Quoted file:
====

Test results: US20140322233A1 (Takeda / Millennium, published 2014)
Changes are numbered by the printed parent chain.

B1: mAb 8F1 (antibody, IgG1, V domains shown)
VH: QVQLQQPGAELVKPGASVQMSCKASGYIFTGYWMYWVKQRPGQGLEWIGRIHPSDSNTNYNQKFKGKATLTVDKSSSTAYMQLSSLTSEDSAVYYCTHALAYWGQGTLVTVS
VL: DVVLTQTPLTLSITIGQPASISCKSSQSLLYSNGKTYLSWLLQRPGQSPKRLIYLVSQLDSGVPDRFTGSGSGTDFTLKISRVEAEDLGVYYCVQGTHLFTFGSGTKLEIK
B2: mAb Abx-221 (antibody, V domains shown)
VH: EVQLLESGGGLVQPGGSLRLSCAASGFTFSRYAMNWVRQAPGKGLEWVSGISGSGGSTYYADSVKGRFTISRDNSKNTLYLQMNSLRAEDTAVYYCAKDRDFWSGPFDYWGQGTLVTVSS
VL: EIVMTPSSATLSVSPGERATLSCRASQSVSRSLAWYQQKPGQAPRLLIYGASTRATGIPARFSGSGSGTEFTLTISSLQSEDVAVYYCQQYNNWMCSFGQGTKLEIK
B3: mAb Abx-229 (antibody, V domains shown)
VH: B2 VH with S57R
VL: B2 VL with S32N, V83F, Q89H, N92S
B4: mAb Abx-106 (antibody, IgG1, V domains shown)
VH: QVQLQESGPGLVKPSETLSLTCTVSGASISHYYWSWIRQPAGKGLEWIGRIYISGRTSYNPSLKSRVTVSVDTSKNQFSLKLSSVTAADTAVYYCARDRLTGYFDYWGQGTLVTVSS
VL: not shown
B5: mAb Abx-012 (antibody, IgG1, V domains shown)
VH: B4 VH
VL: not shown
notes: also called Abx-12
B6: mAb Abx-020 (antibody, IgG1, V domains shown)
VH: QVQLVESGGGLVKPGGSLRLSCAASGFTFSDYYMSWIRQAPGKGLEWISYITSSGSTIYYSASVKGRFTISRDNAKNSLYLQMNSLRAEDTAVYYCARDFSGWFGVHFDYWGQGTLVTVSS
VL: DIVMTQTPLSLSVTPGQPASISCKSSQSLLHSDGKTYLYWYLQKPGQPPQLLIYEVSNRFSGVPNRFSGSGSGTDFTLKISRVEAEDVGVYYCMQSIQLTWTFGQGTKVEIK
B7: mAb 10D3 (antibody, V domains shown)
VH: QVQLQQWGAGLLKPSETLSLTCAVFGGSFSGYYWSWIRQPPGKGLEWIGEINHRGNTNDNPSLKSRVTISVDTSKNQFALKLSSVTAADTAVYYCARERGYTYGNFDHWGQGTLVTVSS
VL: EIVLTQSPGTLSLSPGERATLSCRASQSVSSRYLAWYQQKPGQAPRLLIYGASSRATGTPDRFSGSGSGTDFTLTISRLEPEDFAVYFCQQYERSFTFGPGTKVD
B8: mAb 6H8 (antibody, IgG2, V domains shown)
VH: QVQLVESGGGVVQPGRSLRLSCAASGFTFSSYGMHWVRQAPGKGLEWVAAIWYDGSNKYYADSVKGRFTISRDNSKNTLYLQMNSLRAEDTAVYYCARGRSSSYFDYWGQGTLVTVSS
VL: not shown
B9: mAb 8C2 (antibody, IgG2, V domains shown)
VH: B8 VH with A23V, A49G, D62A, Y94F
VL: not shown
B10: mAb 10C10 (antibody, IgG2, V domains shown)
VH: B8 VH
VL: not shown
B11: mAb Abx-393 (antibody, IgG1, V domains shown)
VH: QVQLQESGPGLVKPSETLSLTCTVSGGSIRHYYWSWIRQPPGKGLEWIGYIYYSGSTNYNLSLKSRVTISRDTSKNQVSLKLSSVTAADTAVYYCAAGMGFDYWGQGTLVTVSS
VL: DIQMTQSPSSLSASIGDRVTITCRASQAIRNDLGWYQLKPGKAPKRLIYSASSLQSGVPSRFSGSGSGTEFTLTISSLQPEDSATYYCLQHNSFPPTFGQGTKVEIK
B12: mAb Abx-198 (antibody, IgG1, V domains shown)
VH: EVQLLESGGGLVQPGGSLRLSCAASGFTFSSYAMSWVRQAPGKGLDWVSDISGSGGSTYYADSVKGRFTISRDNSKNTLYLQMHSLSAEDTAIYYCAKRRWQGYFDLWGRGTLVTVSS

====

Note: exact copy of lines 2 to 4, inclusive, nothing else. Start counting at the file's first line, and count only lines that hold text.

Changes are numbered by the printed parent chain.

B1: mAb 8F1 (antibody, IgG1, V domains shown)
VH: QVQLQQPGAELVKPGASVQMSCKASGYIFTGYWMYWVKQRPGQGLEWIGRIHPSDSNTNYNQKFKGKATLTVDKSSSTAYMQLSSLTSEDSAVYYCTHALAYWGQGTLVTVS